Song of the Day: Public Image Limited “Rise”
Public Image Limited proved to be quite a departure from singer John Lydon (aka Johnny Rotten)’s previous project, the seminal punk band, the Sex Pistols. While the Sex Pistols were frequently bombastic and alienating in their attitudes, their music was largely about banging out 3 chords. PIL took a far more expansive approach, bringing in a large number of pop and experimental elements. The group ran through a number of dramatic line-up shifts (with Lydon serving as the only permanent member) and with that musical styles.
“Rise” is from Public Image Limited‘s generic concept record, Album. It wasn’t so much a Lydon project as it was a highly choreographed work from producer/ bassist Bill Laswell, who built a pop record from the ground up around Lydon‘s voice and lyrical sensibilities. The band for the record featured the unconventional line-up of Laswell on bass, ex-Cream drummer Ginger Baker, jazz drummer Tony Williams, reggae session-ace Bernie Worrell (organ), J-Pop/ electronic pioneer Ryuichi Sakamoto (keyboards) and stunt guitarist Steve Vai among others. Despite this odd line-up the record proved to be one of the most cohesive and tuneful that Public Image Limited would ever release.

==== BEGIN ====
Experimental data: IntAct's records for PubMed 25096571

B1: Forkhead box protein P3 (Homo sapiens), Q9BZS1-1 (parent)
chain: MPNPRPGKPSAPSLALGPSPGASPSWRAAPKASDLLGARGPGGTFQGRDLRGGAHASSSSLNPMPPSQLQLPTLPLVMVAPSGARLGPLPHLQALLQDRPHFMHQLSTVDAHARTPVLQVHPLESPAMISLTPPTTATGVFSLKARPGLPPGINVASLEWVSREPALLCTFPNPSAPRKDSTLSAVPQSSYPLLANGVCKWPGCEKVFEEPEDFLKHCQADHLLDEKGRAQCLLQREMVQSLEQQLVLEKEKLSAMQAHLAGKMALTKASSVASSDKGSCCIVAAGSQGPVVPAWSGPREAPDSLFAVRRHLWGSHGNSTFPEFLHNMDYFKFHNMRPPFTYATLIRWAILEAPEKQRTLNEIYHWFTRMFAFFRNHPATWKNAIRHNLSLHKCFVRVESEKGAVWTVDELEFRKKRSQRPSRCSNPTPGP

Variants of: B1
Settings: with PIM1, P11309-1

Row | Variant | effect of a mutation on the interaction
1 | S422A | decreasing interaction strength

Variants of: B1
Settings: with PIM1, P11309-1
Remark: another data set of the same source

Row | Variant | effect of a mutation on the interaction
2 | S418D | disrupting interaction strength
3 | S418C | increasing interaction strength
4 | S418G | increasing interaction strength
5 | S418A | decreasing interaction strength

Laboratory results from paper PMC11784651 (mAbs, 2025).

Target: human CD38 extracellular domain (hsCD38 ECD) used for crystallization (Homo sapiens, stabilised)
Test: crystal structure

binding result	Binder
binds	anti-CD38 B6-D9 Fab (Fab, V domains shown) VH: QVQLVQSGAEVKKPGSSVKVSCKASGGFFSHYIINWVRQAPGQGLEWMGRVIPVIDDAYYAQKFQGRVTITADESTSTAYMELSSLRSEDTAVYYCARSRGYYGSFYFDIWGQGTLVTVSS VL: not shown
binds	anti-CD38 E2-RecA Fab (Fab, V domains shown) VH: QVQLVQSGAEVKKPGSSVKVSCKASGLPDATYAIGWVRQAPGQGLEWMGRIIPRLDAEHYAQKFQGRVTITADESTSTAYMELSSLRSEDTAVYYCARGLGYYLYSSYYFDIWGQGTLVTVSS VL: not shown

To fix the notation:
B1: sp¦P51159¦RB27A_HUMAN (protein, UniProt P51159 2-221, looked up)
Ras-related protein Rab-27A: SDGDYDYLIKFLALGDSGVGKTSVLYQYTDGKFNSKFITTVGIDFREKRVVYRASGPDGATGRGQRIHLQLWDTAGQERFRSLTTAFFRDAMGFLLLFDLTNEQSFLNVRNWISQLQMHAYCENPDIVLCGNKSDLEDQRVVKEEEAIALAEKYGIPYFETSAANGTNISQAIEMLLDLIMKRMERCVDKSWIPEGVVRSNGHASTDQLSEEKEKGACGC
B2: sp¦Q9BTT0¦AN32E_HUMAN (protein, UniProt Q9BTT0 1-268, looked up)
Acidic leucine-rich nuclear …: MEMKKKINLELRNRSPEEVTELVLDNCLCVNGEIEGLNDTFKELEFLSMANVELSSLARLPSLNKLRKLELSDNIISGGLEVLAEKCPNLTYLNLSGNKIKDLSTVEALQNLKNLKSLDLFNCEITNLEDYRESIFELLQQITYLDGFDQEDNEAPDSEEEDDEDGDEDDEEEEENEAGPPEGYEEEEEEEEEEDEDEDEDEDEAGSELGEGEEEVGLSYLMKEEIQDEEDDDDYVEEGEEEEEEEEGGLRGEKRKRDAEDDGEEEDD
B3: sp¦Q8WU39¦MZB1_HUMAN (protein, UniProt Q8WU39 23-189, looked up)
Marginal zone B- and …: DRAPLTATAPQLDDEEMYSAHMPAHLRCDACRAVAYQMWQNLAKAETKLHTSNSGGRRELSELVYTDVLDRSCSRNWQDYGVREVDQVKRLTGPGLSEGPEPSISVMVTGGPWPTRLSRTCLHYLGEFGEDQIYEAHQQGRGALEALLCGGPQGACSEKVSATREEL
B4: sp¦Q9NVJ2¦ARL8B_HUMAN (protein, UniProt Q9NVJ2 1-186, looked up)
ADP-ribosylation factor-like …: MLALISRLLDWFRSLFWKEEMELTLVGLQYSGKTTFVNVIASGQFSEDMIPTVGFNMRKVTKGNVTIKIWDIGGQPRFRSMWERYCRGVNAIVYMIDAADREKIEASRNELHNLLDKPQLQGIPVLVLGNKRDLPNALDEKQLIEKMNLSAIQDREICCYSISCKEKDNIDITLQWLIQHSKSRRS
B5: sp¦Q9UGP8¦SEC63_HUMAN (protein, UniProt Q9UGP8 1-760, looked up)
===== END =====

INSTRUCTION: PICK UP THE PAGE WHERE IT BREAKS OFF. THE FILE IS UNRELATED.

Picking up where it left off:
The song charted as a single, is genuinely great and is arguably the strongest on the LP. It is built around tribal sounding drums and an almost Gaelic-sounding guitar figure (reflecting Lydon‘s Irish heritage). The lyrics of the song deal with racial and social justice and feature verses dealing with the torture of ANC activists in South Africa by the then still very-much-in-power Apartheid government. The song is oddly one of the most hopeful and forward-looking that Lydon, typically an eternally springing font of “rotten” negativity and cynicism, would record. The song is one of the great anthems of resistance.